Coffee has been growing as popular commodity in the Land of Papua. This premise was obviously seen from public enthusiasm during the second Papua Coffee Festival on 21-23 November 2019 in Jayapura, Papua, with the participating 40 booths. As reported by local media , www.jubi.co.id, Piter Tan, the owner of Pits Corner Coffee, said that the first Papua Coffee Festival in 2018 has doubled the number of coffee shops as from dozens up to 30-40 coffee shops. He said that the increase also happened to the number of young Papuans who work as barista.
Titus Rawai, the chief of Village-owned Enterprise (BUMKam) of Manainin Village in Kosiwo District, Kepulauan Yapen Regency, attended the festival to represent Ambaidiru coffee farmers. Unlike before, he brought 75 kilograms of green bean and 50 kilograms of powdered coffee for the festival. Titus’ powdered coffee was sold out. Unfortunately, unlike the former festival, coffee auction was cancelled in the event.
Coffee festival was held from 9 in the morning up to 11 at night. The festival visitors left the venue at Bank Indonesia of Papua Representative at midnight. Having cleaned up his booth, Titus could only get rest at the motel at 1 early in the morning.
“On the last day I slept at 3 in the morning and at 4 I should get up to catch up the plane at Sentani Airport at 5. My flight was Trigana which will take 1 hour and 20 minutes flight to Serui. Fortunately, there were many visitors on the last day buying my coffee,” said Titus.
Coffee plantation in the Land of Papua has been existing since the early 20th century. This was influenced by the influx or evangelists. Their arrival brought new consumption pattern which was unfamiliar to the indigenous community. The Sumatera Post (edition 20 April 1929 taken from Kompas.id), reported that coffee was initially planted in Ambaidiru by Zending DC Bout.
“In addition to coffee, people were formerly asked to plant white grape which does not match to the local community consumption pattern. In the 80’s era, I could taste the white grape taken from here,” said Yohanis Wanane, a resident of Serui City who works as Agriculture Facilitator of Yapen Regency’s Independent Village Development Program (PPDM).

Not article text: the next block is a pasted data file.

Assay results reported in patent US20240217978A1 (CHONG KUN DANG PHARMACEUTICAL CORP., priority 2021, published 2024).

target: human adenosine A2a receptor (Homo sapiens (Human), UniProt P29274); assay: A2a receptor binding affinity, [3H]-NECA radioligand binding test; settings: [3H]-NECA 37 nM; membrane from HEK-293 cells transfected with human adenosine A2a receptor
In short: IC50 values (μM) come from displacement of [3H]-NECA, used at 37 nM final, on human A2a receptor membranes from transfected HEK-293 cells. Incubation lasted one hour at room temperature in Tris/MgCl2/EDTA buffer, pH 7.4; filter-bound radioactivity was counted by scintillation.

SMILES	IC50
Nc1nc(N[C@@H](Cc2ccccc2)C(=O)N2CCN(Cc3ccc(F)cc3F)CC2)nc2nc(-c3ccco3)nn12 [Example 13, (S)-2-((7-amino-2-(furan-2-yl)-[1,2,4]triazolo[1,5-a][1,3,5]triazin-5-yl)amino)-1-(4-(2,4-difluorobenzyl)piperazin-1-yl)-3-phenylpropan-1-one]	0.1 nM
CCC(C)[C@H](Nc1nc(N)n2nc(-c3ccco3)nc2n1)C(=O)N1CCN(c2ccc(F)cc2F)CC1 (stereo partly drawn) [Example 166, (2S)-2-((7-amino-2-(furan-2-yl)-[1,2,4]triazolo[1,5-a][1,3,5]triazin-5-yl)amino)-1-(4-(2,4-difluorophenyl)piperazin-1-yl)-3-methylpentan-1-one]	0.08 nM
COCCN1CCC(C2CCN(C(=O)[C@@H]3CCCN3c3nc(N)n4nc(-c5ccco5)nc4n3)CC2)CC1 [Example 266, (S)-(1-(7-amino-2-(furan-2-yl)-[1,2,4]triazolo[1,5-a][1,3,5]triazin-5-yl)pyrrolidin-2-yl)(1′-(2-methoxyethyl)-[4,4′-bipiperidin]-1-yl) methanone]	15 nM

According to Yohanis, the demonstration plot for coffee seedbed was located at the central of Serui City that was formerly the Serui Airport. In addition to coffee, other plants are clove and vanilla. From Serui, the coffee seed was brought with noken to Ambaidiru up through to Jayapura. There are three coffee plots in Ambaidiru, namely Kakupi, Paputum, and Kitun.
Coffee plantation began to grow in 1957-1959 under the Dutch government. The plot stretched around 81.27-hectare plots of land. The profile of Ambaidiru Coffee created by BUMKam Manainin shows that the cultivation of coffee went through some stages. The local government started to develop Robusta coffee of Klon BP 42 and BP 528 since 2004 up to now.
According to Yafet Rawai, the chief of Manainin Village in Kosiwo District, Kepulauan Yapen Regency, coffee plot management was inherited from generation to generation. Yafet inherits his coffee plot to his children. The eldest up to the third children get 5,000 square meters of plot and the youngest gets 3,000 square meters. Not only coffee, Yafet also cultivates cabbage, chili, pumpkin, lettuce, long bean, bean, green onion and celery on different plots. The other people in Ambaidiru also does the similar cultivation.
Editor: Leo Wahyudi